Curated expert opinion on intractable contemporary issues
Northeast Asian Rivalries Intensify Before G7
By Hugh Miall | 03 May, 2023
As the G7 prepares to meet in Hiroshima in May 2023, prospects for world order look bleaker than they have been for some time. Northeast Asia is a particular site of tensions. China, Japan, South Korea, and North Korea disagree over regional order, world order, and territorial issues. Military expenditure is rising rapidly and North Korea is consolidating its status as a nuclear power. The growing US-China rivalry dominates the region.
Climate isn’t a Distraction from the Military’s Job of War Fighting. It’s Front and Centre
By Matt McDonald | 25 April, 2023
It was pitched as the “most significant” shift in Australia’s armed forces in decades. And among the headline announcements, climate change was recognised as an issue of national security. But the strategic review of Australia’s military released yesterday doesn’t go a lot further than that when it comes to the climate crisis.
China-Strategy: Transatlantic and European Cacophony
By Herbert Wulf | 23 April, 2023
The G7 summit of foreign ministers in Japan in mid-April sought to emphasise the need for a unified China policy. However, the diplomatic pronouncements can only gloss over the internal contradictions, but not eliminate them.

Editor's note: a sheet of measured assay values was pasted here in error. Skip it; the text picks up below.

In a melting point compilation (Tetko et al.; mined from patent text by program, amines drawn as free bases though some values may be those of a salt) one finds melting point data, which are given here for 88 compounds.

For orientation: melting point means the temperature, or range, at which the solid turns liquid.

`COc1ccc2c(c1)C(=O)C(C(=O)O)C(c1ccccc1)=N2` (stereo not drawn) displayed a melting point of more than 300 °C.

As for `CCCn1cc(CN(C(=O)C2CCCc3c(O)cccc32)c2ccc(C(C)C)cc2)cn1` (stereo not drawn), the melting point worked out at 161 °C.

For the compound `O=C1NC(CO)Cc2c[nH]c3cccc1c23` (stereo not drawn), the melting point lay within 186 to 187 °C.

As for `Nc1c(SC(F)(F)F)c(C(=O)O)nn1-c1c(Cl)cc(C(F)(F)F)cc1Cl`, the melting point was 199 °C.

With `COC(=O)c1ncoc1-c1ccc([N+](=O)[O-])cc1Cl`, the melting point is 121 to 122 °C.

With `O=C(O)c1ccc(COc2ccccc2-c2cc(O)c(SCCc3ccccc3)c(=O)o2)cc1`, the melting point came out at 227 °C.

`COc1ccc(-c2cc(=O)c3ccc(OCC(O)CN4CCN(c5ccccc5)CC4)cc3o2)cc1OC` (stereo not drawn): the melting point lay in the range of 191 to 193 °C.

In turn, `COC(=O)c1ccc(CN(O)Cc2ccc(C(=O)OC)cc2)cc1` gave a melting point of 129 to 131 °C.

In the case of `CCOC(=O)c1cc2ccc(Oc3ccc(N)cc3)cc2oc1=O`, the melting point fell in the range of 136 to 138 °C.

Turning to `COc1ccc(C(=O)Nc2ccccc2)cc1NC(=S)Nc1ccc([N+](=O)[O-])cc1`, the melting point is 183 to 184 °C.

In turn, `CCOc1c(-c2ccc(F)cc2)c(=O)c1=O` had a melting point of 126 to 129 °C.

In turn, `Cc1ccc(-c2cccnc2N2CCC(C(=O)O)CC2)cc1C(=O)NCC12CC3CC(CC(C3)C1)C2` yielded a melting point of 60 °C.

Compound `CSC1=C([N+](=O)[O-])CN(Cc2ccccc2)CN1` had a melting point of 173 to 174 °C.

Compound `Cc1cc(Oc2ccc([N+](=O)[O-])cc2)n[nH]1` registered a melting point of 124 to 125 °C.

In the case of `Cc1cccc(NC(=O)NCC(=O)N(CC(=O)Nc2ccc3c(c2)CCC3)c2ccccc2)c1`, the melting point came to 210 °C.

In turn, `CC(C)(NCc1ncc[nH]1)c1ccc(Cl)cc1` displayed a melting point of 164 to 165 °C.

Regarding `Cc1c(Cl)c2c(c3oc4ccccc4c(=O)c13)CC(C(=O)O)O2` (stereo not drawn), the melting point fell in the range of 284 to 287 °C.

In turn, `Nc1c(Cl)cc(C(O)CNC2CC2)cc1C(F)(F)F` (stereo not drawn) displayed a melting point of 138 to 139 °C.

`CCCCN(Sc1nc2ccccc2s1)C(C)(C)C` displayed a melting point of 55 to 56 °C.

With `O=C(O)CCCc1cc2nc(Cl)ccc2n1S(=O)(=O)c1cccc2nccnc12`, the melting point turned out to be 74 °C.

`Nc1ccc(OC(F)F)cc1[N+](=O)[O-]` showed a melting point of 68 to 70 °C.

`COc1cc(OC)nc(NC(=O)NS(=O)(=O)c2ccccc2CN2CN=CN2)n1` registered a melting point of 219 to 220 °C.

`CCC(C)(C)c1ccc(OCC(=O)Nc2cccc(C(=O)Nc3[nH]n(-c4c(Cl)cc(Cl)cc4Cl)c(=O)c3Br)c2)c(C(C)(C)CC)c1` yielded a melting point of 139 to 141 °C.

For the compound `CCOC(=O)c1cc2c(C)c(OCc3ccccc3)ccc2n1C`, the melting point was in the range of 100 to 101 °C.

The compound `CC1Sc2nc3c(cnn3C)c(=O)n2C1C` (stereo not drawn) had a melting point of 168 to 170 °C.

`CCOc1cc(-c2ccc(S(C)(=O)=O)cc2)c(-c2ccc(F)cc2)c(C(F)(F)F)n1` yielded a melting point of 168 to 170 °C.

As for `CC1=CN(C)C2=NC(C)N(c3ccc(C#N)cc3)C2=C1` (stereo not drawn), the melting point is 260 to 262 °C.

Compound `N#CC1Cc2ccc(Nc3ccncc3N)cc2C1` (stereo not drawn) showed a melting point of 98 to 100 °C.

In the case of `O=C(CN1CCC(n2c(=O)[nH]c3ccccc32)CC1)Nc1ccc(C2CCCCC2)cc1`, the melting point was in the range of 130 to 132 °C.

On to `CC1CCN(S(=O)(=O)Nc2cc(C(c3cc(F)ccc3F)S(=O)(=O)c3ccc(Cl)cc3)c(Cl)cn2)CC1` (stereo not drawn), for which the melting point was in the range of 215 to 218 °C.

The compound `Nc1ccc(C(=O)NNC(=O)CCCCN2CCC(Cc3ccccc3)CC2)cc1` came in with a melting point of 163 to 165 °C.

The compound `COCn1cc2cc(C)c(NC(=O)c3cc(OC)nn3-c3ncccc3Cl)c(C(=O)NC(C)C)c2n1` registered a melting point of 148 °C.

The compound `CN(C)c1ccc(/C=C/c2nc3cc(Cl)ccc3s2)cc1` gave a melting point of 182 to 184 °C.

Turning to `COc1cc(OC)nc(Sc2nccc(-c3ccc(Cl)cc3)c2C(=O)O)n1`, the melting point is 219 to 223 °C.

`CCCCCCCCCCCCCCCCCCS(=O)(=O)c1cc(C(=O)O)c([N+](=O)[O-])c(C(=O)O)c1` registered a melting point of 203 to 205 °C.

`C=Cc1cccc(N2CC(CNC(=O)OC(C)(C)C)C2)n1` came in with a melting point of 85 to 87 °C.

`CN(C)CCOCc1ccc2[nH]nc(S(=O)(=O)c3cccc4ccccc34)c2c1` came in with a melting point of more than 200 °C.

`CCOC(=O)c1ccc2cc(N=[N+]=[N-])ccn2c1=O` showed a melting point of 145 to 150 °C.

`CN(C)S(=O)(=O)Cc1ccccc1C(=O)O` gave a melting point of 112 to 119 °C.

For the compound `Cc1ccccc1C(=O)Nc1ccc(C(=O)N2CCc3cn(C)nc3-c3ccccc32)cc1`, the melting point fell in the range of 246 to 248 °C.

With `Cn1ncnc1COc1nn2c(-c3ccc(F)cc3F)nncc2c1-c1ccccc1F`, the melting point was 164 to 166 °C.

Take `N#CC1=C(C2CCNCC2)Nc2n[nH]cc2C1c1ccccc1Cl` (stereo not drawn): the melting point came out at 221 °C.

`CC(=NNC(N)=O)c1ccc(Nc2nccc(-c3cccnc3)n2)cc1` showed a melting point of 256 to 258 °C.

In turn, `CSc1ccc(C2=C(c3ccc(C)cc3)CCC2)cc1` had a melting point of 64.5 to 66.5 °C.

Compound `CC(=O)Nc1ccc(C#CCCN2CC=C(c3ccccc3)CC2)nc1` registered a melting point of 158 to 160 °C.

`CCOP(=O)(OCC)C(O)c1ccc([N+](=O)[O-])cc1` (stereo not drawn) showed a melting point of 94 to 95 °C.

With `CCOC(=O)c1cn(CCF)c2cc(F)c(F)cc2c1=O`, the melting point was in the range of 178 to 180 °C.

Russia And China Are Edging Out The US In The Middle East
By Amin Saikal | 19 April, 2023
The strategic landscape of the Middle East is changing rapidly, but not in favour of the United States as the traditional powerful actor in the region. Continued adversarial US–Iranian relations and regional Arab states’ growing concerns about Washington’s reliability as an ally have widened the arena for Russia and China to expand their strategic footprints in the region.
Indigenous Knowledge Offers Solutions, but its Use Must be Based on Meaningful Collaboration with Indigenous Communities
By Tara McAllister, Cate Macinnis-Ng and Dan Hikuroa | 11 April, 2023
As global environmental challenges grow, people and societies are increasingly looking to Indigenous knowledge for solutions. Indigenous knowledge is particularly appealing for addressing climate change because it includes long histories and guidance on how to live with, and as part of, nature. It is also based on a holistic understanding of interactions between living and non-living aspects of the environment. .
Labour Mobility and Climate Change in the Pacific
By Kirstie Petrou and John Connell | 05 April, 2023
Labour migration has a long history in the Pacific islands’ region, from the ‘blackbirding’ era at the end of the nineteenth century when islanders came to work in the cane fields of Queensland, until this century when once again islanders came to work in Australia and New Zealand, this time in orchards and horticulture. .
The views and opinions expressed in Global Outlook are those of the authors and do not necessarily reflect the official policy or position of Toda Peace Institute.